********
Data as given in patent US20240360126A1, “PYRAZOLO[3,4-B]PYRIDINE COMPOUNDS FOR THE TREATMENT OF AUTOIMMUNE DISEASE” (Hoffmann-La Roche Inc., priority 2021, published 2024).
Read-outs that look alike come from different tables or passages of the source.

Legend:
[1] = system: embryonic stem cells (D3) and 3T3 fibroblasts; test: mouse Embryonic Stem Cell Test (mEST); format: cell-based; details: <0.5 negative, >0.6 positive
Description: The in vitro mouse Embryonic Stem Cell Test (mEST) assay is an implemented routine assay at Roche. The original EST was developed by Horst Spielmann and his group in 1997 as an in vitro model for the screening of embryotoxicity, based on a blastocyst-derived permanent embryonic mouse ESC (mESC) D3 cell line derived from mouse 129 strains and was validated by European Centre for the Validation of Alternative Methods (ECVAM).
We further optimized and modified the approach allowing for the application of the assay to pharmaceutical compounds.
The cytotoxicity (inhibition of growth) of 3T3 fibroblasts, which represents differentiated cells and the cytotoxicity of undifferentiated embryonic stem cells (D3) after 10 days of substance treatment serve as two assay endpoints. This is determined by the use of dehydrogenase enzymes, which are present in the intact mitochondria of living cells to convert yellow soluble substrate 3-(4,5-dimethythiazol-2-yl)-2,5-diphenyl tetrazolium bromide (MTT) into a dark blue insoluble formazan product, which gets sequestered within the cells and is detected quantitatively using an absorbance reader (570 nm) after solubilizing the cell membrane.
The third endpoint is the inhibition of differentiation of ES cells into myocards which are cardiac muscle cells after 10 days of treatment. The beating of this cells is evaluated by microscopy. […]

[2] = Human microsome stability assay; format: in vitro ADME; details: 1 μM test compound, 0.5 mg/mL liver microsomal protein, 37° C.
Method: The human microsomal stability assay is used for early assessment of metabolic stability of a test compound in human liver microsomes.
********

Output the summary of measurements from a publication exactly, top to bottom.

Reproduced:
Data as given in patent US20240360126A1, “PYRAZOLO[3,4-B]PYRIDINE COMPOUNDS FOR THE TREATMENT OF AUTOIMMUNE DISEASE” (Hoffmann-La Roche Inc., priority 2021, published 2024).
Read-outs that look alike come from different tables or passages of the source.

Legend:
[1] = system: embryonic stem cells (D3) and 3T3 fibroblasts; test: mouse Embryonic Stem Cell Test (mEST); format: cell-based; details: <0.5 negative, >0.6 positive
Description: The in vitro mouse Embryonic Stem Cell Test (mEST) assay is an implemented routine assay at Roche. The original EST was developed by Horst Spielmann and his group in 1997 as an in vitro model for the screening of embryotoxicity, based on a blastocyst-derived permanent embryonic mouse ESC (mESC) D3 cell line derived from mouse 129 strains and was validated by European Centre for the Validation of Alternative Methods (ECVAM).
We further optimized and modified the approach allowing for the application of the assay to pharmaceutical compounds.
The cytotoxicity (inhibition of growth) of 3T3 fibroblasts, which represents differentiated cells and the cytotoxicity of undifferentiated embryonic stem cells (D3) after 10 days of substance treatment serve as two assay endpoints. This is determined by the use of dehydrogenase enzymes, which are present in the intact mitochondria of living cells to convert yellow soluble substrate 3-(4,5-dimethythiazol-2-yl)-2,5-diphenyl tetrazolium bromide (MTT) into a dark blue insoluble formazan product, which gets sequestered within the cells and is detected quantitatively using an absorbance reader (570 nm) after solubilizing the cell membrane.
The third endpoint is the inhibition of differentiation of ES cells into myocards which are cardiac muscle cells after 10 days of treatment. The beating of this cells is evaluated by microscopy. […]

[2] = Human microsome stability assay; format: in vitro ADME; details: 1 μM test compound, 0.5 mg/mL liver microsomal protein, 37° C.
Method: The human microsomal stability assay is used for early assessment of metabolic stability of a test compound in human liver microsomes.